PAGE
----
There are a few simple pleasures that make one's life livable no matter how black the times, such as cigarettes, an occasional movie, a luscious chocolate milk with ice cream in any House but Adams, a bedtime story over the Crimson Network by A Member of the History Department. Among these harmless and ever-so-precious diversion might also be numbered leafing through the latest issue of Esquire, with its luxurious layout, its smooth ads and smoother women-especially since the Petty girl has returned. But simultaneously with the return of this lovely creature came a decree by the Boston police banning it from newsstands in Cambridge and the Hub, amid, weeping and wailing and gnashing of teeth.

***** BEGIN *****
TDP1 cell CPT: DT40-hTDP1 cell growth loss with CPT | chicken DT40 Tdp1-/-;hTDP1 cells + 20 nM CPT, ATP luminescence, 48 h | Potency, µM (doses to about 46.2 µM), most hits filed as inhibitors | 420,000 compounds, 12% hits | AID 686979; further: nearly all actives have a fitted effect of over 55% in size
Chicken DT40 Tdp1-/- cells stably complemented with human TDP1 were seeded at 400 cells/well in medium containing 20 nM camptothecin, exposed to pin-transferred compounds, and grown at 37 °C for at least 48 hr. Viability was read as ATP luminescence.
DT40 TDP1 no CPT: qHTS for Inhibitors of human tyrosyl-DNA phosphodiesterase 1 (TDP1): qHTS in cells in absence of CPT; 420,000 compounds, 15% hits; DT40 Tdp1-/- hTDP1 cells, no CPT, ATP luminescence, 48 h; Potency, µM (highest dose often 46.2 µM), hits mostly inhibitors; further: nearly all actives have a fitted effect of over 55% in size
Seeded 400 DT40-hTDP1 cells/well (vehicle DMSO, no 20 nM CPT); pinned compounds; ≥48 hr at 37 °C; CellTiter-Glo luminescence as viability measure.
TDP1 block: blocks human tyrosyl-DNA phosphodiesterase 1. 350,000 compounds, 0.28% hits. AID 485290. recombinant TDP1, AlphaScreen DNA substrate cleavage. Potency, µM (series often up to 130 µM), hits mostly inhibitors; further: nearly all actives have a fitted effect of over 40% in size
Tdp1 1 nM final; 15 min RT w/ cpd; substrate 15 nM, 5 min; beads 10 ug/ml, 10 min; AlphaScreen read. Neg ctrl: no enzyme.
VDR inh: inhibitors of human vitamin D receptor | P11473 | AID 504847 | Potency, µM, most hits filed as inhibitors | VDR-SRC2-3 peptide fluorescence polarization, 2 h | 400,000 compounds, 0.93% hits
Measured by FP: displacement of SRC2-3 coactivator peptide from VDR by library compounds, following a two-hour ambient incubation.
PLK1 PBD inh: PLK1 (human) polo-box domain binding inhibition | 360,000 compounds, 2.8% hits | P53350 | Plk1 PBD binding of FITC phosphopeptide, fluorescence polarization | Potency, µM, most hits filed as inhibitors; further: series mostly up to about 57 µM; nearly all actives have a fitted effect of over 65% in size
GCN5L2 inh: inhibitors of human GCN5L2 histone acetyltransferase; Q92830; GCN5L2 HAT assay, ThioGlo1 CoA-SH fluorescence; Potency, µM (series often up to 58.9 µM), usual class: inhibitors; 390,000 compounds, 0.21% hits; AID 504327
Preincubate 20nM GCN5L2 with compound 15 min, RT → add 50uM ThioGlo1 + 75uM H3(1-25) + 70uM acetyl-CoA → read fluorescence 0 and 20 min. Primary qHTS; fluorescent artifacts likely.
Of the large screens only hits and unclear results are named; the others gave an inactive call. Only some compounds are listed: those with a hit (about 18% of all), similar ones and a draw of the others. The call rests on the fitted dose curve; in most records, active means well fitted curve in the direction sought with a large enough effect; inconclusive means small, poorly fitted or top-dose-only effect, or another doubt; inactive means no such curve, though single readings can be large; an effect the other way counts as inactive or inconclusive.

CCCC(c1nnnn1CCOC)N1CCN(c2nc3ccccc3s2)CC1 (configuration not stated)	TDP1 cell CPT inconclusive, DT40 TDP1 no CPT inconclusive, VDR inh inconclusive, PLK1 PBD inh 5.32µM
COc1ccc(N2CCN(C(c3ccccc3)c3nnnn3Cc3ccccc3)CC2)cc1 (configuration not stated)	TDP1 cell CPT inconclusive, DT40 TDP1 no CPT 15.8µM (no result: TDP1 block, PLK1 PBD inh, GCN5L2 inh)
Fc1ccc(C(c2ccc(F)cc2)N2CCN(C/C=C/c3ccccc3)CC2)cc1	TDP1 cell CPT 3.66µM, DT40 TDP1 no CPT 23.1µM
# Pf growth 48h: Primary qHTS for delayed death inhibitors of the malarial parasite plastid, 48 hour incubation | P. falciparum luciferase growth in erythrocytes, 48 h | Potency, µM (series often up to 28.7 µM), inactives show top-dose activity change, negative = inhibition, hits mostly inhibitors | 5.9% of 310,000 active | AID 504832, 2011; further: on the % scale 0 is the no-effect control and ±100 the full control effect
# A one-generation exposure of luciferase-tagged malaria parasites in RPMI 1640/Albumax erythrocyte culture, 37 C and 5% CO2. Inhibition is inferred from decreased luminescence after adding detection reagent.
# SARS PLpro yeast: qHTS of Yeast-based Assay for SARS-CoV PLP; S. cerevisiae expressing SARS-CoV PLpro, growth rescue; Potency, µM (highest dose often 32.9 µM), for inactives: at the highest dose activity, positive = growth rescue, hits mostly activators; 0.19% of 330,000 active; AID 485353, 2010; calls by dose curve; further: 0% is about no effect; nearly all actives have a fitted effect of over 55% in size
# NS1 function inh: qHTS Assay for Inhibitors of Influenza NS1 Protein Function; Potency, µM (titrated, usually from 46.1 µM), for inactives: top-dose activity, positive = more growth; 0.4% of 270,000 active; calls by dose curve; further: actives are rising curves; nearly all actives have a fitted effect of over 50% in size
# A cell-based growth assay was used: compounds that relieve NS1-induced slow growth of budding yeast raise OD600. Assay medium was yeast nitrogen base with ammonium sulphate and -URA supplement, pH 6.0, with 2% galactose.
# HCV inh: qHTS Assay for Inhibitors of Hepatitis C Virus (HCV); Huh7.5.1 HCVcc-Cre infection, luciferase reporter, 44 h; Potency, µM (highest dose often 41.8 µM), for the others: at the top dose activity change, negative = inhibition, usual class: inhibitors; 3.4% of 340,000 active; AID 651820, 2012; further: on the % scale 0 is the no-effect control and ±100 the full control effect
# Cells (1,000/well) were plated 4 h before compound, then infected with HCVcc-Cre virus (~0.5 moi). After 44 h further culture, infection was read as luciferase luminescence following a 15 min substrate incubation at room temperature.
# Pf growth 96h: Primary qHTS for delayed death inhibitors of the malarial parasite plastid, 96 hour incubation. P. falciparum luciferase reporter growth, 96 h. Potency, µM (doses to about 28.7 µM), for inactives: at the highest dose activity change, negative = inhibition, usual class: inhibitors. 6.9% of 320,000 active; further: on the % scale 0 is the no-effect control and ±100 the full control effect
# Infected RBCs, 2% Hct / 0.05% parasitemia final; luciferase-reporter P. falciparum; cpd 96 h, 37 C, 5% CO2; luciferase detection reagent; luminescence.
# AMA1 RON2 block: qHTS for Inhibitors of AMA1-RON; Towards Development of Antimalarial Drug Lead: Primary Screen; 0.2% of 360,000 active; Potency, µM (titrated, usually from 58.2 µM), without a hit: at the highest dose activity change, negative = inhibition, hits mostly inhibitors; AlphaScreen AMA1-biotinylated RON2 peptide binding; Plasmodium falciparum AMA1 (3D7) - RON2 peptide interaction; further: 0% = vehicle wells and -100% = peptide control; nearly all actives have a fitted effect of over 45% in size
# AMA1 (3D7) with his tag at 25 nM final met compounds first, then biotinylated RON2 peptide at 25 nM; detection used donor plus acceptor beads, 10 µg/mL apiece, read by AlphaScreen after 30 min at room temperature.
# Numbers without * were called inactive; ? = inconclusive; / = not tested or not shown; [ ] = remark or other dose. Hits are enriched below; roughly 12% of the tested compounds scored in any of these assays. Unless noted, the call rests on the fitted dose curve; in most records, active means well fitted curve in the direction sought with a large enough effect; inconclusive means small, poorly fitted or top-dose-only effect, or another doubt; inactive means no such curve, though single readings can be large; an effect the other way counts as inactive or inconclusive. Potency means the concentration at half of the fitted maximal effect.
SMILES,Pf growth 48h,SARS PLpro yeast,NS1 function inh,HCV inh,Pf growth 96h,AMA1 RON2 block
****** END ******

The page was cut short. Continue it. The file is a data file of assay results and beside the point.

"It was the pictures," the censors said. Oh cruel words! Oh cold, cold world! WHAT'S THE MATTER WITH THE PICTURES? Isn't the aforesaid vision the successor to the Gibson Girl; isn't she as typically American as a corner drug store? If she can be crushed out by blue-noses at will, to "satisfy them Back Bay Puritans", as a character on the Square affirmed, won't cigarettes, Coolidge specials, and bedtime stories be next? And anyhow, is that any way to treat a lady?